A $45.2 billion cable bill

By Ben Walsh
February 13, 2014

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Comcast, the largest US cable company, wants to be even bigger, and it has agreed to buy Time Warner Cable for $45.2 billion in stock. Together, after planned divestitures, the combined company would have 30 million subscribers, or a little less than 30% of the US cable market.

Zach Seward summarizes the rationale for the acquisition in six charts and this sentence: “The pay TV industry is in flux as Americans drop their cable TV subscriptions but pay the same companies for internet service, and since Comcast and TWC control different regions, why not add to the industry’s history of consolidation?”

It wouldn’t be M&A without real or imagined synergies. Breakingviews’ Jeffrey Goldfarb says the deal will save the combined company $1.5 billion in costs. “Taxed and capitalized, those would be worth about $10 billion. That more than covers the 18% premium to Time Warner Cable’s most recent closing price”.

The conventional wisdom is that the deal won’t be stopped on antitrust grounds. But Kevin Roose runs the acquisition through the Herfindahl-Hirschman Index, which measures industry concentration, and concludes that the deal should be stopped. Roose calculates that the acquisition moves the cable industry from “moderately concentrated” to close to “highly concentrated”. The precise amount of the increase, Roose says, raises concerns under the Justice Department’s guidelines. The deal is also subject to Federal Communications Commission approval, which has different standards than the DOJ.

Jordan Weissmann points out that the deal may be a fit simply because Comcast and TIme Warner cable don’t compete in the same markets. Matthew Klein crunches the numbers and believes Comcast-TWC will be able to invest more money in infrastructure and deliver better cable and faster internet, which would be a good, if not ideal, outcome for customers of both companies.

MG Siegler thinks the transaction is just more of the status quo:

The strangest thing is that this deal isn’t actually anti-competitive — because there was never any competition to begin with. Time Warner Cable doesn’t operate in areas where Comcast operates. So, if this acquisition goes through, consumers will continue to have no choice in their cable operator.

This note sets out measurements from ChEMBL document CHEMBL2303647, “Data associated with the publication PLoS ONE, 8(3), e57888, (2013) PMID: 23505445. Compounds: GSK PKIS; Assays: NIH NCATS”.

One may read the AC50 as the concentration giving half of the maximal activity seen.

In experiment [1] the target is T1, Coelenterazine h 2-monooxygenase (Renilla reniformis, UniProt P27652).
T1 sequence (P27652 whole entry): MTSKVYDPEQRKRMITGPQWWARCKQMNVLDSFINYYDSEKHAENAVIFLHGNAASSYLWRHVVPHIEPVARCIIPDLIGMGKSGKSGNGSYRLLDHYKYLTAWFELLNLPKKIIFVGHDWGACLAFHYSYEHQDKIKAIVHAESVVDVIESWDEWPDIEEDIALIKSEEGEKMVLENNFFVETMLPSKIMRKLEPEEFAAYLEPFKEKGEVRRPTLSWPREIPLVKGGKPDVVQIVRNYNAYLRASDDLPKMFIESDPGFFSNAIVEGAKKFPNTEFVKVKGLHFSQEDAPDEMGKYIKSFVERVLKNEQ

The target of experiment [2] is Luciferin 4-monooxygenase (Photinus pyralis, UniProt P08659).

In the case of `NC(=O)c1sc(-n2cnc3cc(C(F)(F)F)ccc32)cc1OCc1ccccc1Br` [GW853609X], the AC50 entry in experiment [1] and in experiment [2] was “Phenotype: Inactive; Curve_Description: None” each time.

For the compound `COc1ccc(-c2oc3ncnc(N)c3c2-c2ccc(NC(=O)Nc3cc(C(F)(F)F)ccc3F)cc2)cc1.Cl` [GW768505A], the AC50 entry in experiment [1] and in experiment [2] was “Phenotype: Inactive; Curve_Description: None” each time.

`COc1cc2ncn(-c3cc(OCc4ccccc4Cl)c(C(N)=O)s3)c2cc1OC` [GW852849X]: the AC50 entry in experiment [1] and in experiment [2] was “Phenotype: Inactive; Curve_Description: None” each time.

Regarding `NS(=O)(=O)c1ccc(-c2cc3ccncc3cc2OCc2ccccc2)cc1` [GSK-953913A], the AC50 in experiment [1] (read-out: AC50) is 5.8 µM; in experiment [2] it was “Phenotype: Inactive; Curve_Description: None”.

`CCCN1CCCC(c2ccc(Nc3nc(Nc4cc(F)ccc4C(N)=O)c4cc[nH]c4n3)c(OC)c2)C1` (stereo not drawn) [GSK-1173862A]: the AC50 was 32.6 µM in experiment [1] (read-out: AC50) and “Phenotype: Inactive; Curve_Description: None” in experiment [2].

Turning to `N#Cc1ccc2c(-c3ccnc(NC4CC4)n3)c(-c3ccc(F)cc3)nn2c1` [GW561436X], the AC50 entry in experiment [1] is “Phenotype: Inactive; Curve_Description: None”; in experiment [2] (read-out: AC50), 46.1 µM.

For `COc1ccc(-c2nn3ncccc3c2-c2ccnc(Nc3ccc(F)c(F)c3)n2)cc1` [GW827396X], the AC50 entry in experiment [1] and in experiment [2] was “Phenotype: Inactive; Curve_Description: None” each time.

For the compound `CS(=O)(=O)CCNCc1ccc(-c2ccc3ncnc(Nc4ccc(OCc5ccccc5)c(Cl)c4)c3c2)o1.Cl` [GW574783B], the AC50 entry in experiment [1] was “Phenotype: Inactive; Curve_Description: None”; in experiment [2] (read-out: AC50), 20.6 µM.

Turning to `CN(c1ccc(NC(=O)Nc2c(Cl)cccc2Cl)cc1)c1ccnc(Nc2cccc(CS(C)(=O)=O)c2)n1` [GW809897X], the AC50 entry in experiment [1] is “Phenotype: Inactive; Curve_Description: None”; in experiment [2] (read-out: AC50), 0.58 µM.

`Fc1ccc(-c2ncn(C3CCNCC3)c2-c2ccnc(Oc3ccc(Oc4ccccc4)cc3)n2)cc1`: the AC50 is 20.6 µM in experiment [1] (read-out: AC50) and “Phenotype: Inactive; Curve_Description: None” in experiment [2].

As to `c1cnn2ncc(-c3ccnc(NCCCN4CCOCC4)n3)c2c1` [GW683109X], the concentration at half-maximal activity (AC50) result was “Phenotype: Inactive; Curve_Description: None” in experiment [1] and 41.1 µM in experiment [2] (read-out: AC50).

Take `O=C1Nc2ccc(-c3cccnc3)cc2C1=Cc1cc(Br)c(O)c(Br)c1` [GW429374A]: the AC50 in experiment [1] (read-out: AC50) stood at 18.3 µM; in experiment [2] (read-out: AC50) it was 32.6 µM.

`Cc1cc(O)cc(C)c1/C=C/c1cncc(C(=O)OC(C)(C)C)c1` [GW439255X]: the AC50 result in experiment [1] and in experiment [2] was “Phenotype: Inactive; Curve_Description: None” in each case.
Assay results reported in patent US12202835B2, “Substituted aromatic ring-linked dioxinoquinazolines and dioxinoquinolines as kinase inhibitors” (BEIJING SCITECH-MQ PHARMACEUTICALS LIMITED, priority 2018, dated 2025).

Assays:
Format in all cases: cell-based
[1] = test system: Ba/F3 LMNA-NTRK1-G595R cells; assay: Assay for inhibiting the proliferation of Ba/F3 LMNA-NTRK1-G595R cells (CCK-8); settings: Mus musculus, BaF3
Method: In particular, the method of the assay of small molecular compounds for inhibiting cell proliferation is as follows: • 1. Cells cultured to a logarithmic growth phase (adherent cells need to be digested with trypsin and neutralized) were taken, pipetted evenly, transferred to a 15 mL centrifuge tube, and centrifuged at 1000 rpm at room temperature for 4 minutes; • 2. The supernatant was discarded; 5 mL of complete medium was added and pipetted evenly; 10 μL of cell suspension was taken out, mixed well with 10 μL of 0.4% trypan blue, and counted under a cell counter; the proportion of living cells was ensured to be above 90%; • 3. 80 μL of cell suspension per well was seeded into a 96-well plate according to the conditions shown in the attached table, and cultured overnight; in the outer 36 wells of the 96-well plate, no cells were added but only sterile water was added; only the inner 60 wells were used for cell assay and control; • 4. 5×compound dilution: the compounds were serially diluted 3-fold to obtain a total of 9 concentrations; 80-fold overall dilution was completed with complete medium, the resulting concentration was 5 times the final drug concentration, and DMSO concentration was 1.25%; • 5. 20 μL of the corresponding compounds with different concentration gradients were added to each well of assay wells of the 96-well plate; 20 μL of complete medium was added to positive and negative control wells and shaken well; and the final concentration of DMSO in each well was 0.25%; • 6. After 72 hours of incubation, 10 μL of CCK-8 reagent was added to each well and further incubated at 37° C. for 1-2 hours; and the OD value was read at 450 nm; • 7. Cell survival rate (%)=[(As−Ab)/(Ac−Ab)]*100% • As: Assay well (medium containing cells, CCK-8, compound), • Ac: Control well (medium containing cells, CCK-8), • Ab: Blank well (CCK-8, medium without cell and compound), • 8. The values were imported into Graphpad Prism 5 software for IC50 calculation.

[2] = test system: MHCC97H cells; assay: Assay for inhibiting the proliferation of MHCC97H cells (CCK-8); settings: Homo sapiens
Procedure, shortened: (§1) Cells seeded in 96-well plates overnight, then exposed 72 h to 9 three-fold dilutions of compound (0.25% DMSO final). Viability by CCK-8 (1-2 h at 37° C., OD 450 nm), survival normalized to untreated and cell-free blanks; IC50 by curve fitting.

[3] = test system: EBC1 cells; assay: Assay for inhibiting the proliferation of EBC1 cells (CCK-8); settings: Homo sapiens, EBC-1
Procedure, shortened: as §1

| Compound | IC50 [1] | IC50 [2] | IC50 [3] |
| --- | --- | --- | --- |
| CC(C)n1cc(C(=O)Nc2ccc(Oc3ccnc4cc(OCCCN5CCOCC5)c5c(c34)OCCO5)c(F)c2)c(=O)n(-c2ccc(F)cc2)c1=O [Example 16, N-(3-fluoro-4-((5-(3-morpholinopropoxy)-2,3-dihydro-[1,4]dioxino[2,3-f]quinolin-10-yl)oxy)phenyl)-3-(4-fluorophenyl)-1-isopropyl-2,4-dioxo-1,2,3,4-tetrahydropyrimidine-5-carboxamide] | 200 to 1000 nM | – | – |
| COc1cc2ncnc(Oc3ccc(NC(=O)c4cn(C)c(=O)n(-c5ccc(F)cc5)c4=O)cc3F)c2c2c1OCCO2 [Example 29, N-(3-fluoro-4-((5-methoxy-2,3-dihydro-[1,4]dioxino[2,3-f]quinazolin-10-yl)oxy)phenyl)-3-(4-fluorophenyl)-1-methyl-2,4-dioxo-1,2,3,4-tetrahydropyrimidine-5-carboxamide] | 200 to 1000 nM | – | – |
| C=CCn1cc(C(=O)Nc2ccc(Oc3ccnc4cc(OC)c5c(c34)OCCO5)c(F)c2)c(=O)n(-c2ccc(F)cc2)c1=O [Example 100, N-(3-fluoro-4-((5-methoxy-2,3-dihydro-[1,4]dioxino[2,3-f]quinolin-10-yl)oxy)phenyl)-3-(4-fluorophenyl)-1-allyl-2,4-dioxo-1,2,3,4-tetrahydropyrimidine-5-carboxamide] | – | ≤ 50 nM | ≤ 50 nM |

Cable TV is still a big, profitable business, but as Daniel Gross writes, it’s losing customers to the internet. Om Malik writes that the deal is “all about broadband”. Not only will Comcast be the largest broadband provider in the US, it will be perhaps the largest outside China, and control “about half of what is called triple-play services — video, voice and internet — in the US”. That, says Andrew Leonard, is “internet disaster waiting to happen”. — Ben Walsh

On to today’s links:

Billionaire Whimsy
The politics of our pension system — and a billionaire’s crusade against it – Felix Salmon

Charts
America’s disappearing middle-skill jobs and wages – Shane Ferro

Bitcoin
Bitcoin mining “is becoming increasingly formalised, structured, and dare we say, corporate” – The Kernel

Distinctions
There is no such thing as the banking profession – John Gapper

Financial Innovations
There’s a growing market for catastrophe bonds – Georgia Levenson Keohane

Big Ideas
How a $4 minimum wage (plus a host of other benefits) could get Americans back to work – Michael Strain

Strange Bloomberg Headlines
“Sheep-Shearing Wells Fargo Banker Bridges US Income Gap” – Kasia Klimasinska

Alpha
The puzzling relationship between population growth and stock market returns – The Economist

Robots
“The story of capital only has one ending: everyone eventually goes bankrupt” – Karl Smith

New Normal
Two ideas to replace the outdated notion of the dignity of work – Ryan Avent

Charts
Retail sales were below expectations in January – Bill McBride

Bourbon
Are we in a bourbon bubble? – Fortune

Right On
Why dressing down might get you ahead – Phys.org

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